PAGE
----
Priscilla Lau, a dietician at Holistic Nutrition Consultants, encourages a similar regime of fruit, fibre and eight glasses of water a day to promote regular bowel movements. Inevitably, healthy bowel movement has become synonymous with detoxing. Lau says: 'Often people with intestinal problems such as constipation come to us to seek advice on detox methods to promote bowel movement. Although there is no clear scientific definition of detoxification, so-called detox supplements, colonic irrigation and various fad diets - such as juice diets, cabbage soup diets and so on - are all gaining popularity. Many fad diets don't have adequate calories, which on a long-term basis may lead to malnutrition. And colonic irrigation may 'wash away' the good bacteria in the intestine or perforate the intestine, leading to infection and complications.'

Dr Norman Chan, a specialist in endocrinology and a consultant in weight management at Matilda International Hospital, agrees about the latent dangers of detoxing. 'Detox is a fashionable term that has no specific meaning, let alone a scientific definition,' he says. 'Some people refer to detox in a specific diet or spa treatment to add commercial appeal, but it is just a glorified way of going on a fast fix for weight loss. Colonics in particular can deplete the body's salt to unsafe levels through the secretion of the mucosa, which is the natural lining of the colon and essential to bodily function - this procedure is, in most cases, counterproductive in the long term.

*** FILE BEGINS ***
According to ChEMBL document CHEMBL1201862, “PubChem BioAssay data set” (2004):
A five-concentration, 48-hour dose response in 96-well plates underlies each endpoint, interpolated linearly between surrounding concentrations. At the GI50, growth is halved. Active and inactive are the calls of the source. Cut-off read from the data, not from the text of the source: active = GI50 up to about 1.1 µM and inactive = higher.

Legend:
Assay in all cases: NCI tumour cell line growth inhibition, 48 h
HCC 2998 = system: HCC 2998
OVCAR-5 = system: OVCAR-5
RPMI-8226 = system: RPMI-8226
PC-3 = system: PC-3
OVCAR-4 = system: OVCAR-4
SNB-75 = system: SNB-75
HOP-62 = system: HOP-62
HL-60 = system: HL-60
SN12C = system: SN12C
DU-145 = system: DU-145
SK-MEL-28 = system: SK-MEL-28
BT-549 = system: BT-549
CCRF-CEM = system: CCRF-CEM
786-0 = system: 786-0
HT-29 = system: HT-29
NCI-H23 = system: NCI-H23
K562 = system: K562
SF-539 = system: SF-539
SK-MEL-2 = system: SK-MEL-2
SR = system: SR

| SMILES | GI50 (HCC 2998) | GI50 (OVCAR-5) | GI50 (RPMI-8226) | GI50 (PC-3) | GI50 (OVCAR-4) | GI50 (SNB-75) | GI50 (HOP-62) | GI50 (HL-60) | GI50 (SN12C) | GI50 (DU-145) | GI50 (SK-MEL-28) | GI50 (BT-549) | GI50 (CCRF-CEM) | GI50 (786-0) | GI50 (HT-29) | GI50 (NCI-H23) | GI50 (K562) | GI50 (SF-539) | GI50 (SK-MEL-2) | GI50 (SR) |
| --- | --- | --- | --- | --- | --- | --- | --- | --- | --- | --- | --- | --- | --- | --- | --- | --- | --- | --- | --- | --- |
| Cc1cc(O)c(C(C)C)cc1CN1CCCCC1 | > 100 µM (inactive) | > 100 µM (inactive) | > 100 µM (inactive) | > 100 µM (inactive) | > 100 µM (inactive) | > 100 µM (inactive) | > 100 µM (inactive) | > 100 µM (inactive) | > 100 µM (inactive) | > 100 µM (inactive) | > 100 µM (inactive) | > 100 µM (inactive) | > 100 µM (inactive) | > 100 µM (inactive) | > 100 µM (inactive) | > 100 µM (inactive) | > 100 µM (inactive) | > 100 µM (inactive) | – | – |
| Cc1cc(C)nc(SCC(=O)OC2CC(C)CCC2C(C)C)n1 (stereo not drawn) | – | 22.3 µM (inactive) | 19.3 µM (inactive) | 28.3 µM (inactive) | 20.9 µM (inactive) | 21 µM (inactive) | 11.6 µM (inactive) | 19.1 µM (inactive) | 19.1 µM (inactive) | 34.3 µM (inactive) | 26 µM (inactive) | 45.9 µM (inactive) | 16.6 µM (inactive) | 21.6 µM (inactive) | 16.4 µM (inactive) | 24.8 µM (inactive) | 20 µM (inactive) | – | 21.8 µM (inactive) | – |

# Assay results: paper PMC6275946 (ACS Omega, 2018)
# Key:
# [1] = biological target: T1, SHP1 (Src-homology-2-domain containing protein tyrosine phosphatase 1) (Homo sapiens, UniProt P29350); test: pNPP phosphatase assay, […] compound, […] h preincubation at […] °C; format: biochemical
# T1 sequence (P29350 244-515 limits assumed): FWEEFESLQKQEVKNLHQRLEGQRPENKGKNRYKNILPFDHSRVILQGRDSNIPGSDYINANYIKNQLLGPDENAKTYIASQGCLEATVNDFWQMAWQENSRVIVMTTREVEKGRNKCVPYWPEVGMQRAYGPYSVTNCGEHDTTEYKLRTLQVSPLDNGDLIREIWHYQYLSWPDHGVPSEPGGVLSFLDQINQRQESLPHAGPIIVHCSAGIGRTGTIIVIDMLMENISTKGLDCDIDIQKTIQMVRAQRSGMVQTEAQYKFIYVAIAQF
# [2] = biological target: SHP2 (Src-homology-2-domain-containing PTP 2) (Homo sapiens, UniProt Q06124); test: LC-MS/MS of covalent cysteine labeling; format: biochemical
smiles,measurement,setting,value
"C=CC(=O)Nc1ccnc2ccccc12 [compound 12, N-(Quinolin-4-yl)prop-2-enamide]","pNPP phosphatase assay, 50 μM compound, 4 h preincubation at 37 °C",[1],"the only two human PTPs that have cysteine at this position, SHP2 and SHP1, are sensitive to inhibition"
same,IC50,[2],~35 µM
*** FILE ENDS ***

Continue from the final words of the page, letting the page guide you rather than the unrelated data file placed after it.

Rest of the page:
'There is simply nothing better than a combination of a balanced diet, keeping fit and a responsible lifestyle for good health. Healthy home cooking, fresh vegetables and regular exercise are the lifestyle changes people should be making.'

'Detox diets, such as liquid or meal-replacement diets, usually involve fasting, eliminating wheat and dairy products or consuming very low calories,' adds Daphne Wu, dietician-in-charge at Matilda International Hospital. 'So if you go on these diets frequently, you end up with insufficient nutrient levels, which usually make you feel tired and cold easily. Detoxing also compromises muscle repair and suppresses the metabolic rate. This can lead to muscle loss and in the long run impair your immune system.'